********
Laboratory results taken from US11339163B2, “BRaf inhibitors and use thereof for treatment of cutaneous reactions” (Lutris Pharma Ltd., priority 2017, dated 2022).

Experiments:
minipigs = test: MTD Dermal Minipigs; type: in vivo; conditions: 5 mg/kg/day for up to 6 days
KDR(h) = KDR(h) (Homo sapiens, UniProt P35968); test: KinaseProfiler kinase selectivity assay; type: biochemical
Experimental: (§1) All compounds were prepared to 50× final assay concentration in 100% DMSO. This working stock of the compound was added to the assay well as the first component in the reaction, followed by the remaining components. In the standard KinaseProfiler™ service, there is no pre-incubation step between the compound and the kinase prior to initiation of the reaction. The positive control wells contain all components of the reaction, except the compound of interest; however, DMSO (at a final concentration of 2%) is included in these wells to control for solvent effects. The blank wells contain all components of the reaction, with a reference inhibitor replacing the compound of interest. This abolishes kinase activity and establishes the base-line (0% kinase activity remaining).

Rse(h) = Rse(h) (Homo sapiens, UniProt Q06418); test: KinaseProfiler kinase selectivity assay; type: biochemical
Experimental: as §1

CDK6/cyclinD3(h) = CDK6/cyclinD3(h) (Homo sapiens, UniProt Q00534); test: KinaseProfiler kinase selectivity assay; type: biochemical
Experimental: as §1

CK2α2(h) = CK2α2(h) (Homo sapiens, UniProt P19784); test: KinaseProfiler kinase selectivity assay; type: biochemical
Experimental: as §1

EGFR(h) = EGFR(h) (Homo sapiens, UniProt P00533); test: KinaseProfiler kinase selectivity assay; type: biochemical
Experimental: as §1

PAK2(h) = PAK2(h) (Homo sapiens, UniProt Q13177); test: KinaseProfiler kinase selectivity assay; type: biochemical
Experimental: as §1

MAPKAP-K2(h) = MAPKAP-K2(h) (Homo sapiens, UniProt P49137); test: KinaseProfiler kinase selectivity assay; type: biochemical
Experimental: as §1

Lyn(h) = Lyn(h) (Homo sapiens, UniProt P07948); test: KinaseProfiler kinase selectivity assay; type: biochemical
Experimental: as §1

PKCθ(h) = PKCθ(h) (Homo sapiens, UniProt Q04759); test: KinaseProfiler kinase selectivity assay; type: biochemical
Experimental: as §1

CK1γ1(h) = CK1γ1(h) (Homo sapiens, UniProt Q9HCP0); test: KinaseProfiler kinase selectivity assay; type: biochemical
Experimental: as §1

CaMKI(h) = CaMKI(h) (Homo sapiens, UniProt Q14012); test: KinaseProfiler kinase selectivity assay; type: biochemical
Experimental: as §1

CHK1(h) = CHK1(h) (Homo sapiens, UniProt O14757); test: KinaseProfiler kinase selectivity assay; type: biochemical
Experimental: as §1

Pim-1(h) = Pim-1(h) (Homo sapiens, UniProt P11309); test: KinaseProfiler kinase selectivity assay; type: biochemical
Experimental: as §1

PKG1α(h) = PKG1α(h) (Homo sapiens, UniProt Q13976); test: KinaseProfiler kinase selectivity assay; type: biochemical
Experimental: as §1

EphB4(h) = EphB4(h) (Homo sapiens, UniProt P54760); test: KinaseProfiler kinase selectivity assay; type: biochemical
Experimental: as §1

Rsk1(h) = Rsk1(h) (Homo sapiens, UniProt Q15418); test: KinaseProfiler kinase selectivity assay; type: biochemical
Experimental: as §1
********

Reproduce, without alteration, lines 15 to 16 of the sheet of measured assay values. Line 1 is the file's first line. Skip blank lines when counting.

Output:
Experimental: as §1

MAPKAP-K2(h) = MAPKAP-K2(h) (Homo sapiens, UniProt P49137); test: KinaseProfiler kinase selectivity assay; type: biochemical